Nudging taxpayers can provide results

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Most Americans comply with the tax laws, but every year many do not. The result is the “tax gap” – the amount of revenue that the government loses because people are cheating. In one recent year, for example, the tax gap was $450 billion (R4.7 trillion).

That’s a lot of money. More than 10 times the budget of the State Department.

What can be done to increase compliance? Remarkably, a letter to delinquent taxpayers – based on the findings of behavioural science – can have large effects. And the central lesson is simple: when tax delinquents are told that most people pay theirs on time, they are more likely to pay up.

It’s a nudge that can work. A new study from the UK confirms this. The lead author is Michael Hallsworth, a doctoral candidate at Imperial College London and an adviser to the UK’s Behavioural Insights Team. In the first of two experiments, Hallsworth and his colleagues sent letters to more than 100 000 citizens in 2011.

All the letters noted that the recipients had not yet made correct tax payments, but there were different versions of what followed that reminder. The first said: “Nine out of 10 people pay their taxes on time.” The second said: “Nine out of 10 people in the UK pay their taxes on time.” The third said: “Nine out of 10 people in the UK pay their taxes on time. You are currently in the very small minority of people who have not paid us yet.” The fourth did not refer to social norms, but added this sentence: “Paying tax means we all gain from vital public services” such as the National Health Service, roads and schools.

Moral question

The letters were effective. Overall, those who received one of these letters were nearly four times more likely to pay their tax bill than those who did not. The most effective letter was the third: in less than a month, it produced $3.18 million in additional revenue. If that letter had been used across the entire sample, it would have produced an additional $18.9m.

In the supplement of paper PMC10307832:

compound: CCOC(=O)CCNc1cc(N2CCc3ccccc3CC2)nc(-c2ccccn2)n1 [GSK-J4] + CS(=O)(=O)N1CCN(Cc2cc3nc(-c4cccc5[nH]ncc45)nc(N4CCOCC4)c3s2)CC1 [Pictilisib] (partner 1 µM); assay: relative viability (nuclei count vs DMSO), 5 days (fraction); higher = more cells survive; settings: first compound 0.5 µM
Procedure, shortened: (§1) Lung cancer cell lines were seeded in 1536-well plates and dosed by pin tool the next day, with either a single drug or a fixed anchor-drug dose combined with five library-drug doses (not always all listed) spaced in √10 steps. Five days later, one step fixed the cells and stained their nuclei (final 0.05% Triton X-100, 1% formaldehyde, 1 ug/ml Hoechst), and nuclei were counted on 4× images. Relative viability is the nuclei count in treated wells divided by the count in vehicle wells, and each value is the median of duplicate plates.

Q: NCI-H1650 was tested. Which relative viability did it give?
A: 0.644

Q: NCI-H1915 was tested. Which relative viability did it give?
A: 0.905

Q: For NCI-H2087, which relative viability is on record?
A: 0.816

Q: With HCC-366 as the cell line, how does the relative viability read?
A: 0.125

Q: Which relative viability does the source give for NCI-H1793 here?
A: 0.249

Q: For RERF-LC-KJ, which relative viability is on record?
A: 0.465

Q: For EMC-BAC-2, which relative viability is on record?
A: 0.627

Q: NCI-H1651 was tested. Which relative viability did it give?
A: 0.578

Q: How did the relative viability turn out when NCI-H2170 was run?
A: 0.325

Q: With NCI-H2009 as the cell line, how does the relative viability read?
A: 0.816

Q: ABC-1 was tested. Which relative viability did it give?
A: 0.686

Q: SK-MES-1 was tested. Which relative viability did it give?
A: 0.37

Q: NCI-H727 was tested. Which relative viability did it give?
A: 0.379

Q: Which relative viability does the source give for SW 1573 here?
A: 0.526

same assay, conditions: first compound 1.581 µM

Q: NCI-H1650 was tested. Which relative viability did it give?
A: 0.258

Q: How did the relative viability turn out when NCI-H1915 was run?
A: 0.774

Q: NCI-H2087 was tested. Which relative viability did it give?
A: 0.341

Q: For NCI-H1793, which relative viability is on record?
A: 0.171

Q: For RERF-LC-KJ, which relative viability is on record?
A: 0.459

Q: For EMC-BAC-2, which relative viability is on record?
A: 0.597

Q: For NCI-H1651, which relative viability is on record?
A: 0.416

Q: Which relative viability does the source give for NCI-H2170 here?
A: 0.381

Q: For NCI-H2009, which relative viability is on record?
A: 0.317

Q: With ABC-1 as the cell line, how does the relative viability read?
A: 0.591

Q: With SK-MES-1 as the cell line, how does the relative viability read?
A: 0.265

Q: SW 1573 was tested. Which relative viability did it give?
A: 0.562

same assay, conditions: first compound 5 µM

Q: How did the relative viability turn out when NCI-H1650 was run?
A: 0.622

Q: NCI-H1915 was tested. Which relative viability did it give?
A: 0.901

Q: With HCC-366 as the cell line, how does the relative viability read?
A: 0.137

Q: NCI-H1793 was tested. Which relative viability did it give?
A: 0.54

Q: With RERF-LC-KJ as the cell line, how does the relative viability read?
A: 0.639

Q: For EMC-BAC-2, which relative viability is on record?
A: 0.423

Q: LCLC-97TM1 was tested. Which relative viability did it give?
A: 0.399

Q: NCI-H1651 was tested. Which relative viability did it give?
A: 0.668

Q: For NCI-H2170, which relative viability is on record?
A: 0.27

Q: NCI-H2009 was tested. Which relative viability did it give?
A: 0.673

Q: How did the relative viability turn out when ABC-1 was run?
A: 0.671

Hallsworth’s second experiment involved nearly 120 000 taxpayers and more than a dozen different letters. Some referred to a general norm about existing practices, known as a descriptive norm: “The great majority of people in the UK pay their tax on time.” Others were more specific: “The great majority of people in your local area pay their tax on time” or “Most people with a debt like yours have paid it by now.”

Some letters referred to what people in the UK think taxpayers should do (an injunctive norm): “The great majority of people agree that everyone in the UK should pay their tax on time.” Some emphasised that people could save money by paying now: “We are charging you interest.”

With this experiment, Hallsworth’s team replicated their earlier finding: “norm” messages have a large impact. They also found that descriptive norms have a bigger effect than injunctive norms. Finally, highlighting a penalty that would increase over time made it more likely that people would pay. Within a period of about three weeks, the letters were able to generate about $15.24m in additional tax revenue. Note that letters of this sort are essentially cost-free to produce and send, so the benefits of the intervention were easily justified.

How can these results be explained? The best answer is that people care whether they are acting morally. Their willingness to pay taxes, or to stop procrastinating, depends on whether the moral question is salient to them – on whether they are incurring “moral costs.”

If the goal is to promote compliance, it helps if people learn that their fellow citizens think that they should. It helps even more if people learn that those who have not paid are a small minority of cheaters.

It is not yet know when and whether the study will generalise to different nations, but it fits with others that have found that people are less likely to engage in undesirable behaviour when they learn that it’s out of line with what others do.

Some tax authorities try to close the tax gap by threatening to punish delinquents, but threats can create a political backlash, and enforcement can be expensive.

There are no panaceas, but a gentler approach can pay big dividends. The message – a small nudge – should be: Pay your taxes, because the overwhelming majority of your fellow citizens are paying theirs.

* Cass Sunstein is the Robert Walmsley professor at Harvard Law School and a Bloomberg columnist.


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